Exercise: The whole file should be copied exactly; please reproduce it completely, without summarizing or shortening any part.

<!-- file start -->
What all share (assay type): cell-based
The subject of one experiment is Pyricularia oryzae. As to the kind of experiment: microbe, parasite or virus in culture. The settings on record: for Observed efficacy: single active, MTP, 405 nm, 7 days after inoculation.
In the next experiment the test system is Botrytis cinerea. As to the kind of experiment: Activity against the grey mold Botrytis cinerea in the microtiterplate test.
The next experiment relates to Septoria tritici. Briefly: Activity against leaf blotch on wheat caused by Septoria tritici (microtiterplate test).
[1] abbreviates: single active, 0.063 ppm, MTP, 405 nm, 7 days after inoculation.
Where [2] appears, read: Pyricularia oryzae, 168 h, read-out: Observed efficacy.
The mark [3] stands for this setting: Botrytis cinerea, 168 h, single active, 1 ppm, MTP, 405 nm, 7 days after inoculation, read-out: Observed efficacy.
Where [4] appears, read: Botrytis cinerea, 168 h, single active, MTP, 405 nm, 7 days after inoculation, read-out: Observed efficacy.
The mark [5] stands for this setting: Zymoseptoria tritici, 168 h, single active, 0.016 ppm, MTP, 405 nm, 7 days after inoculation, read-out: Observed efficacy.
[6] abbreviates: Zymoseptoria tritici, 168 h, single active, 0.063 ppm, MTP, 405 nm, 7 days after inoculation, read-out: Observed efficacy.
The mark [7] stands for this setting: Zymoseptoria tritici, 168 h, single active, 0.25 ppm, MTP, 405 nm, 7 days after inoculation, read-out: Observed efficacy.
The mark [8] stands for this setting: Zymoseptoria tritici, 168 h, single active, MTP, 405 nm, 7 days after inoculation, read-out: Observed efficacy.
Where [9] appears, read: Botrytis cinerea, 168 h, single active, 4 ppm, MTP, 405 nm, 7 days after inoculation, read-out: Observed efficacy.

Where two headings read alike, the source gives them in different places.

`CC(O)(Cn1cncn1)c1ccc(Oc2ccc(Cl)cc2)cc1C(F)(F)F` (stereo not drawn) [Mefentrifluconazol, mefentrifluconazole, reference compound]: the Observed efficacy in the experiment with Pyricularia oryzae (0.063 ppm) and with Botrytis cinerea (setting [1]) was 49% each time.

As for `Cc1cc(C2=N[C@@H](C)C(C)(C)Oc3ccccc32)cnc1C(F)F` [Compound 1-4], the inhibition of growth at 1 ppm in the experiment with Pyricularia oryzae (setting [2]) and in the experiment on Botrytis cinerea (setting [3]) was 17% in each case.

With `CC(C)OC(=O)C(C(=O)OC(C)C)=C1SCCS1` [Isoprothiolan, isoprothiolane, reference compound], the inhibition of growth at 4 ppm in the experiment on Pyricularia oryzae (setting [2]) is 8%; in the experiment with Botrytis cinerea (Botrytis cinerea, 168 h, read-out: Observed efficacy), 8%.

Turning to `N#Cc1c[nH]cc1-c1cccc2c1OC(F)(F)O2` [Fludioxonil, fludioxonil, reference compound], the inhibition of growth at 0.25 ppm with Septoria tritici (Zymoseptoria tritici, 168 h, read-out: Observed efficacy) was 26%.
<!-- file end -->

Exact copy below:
What all share (assay type): cell-based
The subject of one experiment is Pyricularia oryzae. As to the kind of experiment: microbe, parasite or virus in culture. The settings on record: for Observed efficacy: single active, MTP, 405 nm, 7 days after inoculation.
In the next experiment the test system is Botrytis cinerea. As to the kind of experiment: Activity against the grey mold Botrytis cinerea in the microtiterplate test.
The next experiment relates to Septoria tritici. Briefly: Activity against leaf blotch on wheat caused by Septoria tritici (microtiterplate test).
[1] abbreviates: single active, 0.063 ppm, MTP, 405 nm, 7 days after inoculation.
Where [2] appears, read: Pyricularia oryzae, 168 h, read-out: Observed efficacy.
The mark [3] stands for this setting: Botrytis cinerea, 168 h, single active, 1 ppm, MTP, 405 nm, 7 days after inoculation, read-out: Observed efficacy.
Where [4] appears, read: Botrytis cinerea, 168 h, single active, MTP, 405 nm, 7 days after inoculation, read-out: Observed efficacy.
The mark [5] stands for this setting: Zymoseptoria tritici, 168 h, single active, 0.016 ppm, MTP, 405 nm, 7 days after inoculation, read-out: Observed efficacy.
[6] abbreviates: Zymoseptoria tritici, 168 h, single active, 0.063 ppm, MTP, 405 nm, 7 days after inoculation, read-out: Observed efficacy.
The mark [7] stands for this setting: Zymoseptoria tritici, 168 h, single active, 0.25 ppm, MTP, 405 nm, 7 days after inoculation, read-out: Observed efficacy.
The mark [8] stands for this setting: Zymoseptoria tritici, 168 h, single active, MTP, 405 nm, 7 days after inoculation, read-out: Observed efficacy.
Where [9] appears, read: Botrytis cinerea, 168 h, single active, 4 ppm, MTP, 405 nm, 7 days after inoculation, read-out: Observed efficacy.

Where two headings read alike, the source gives them in different places.

`CC(O)(Cn1cncn1)c1ccc(Oc2ccc(Cl)cc2)cc1C(F)(F)F` (stereo not drawn) [Mefentrifluconazol, mefentrifluconazole, reference compound]: the Observed efficacy in the experiment with Pyricularia oryzae (0.063 ppm) and with Botrytis cinerea (setting [1]) was 49% each time.

As for `Cc1cc(C2=N[C@@H](C)C(C)(C)Oc3ccccc32)cnc1C(F)F` [Compound 1-4], the inhibition of growth at 1 ppm in the experiment with Pyricularia oryzae (setting [2]) and in the experiment on Botrytis cinerea (setting [3]) was 17% in each case.

With `CC(C)OC(=O)C(C(=O)OC(C)C)=C1SCCS1` [Isoprothiolan, isoprothiolane, reference compound], the inhibition of growth at 4 ppm in the experiment on Pyricularia oryzae (setting [2]) is 8%; in the experiment with Botrytis cinerea (Botrytis cinerea, 168 h, read-out: Observed efficacy), 8%.

Turning to `N#Cc1c[nH]cc1-c1cccc2c1OC(F)(F)O2` [Fludioxonil, fludioxonil, reference compound], the inhibition of growth at 0.25 ppm with Septoria tritici (Zymoseptoria tritici, 168 h, read-out: Observed efficacy) was 26%.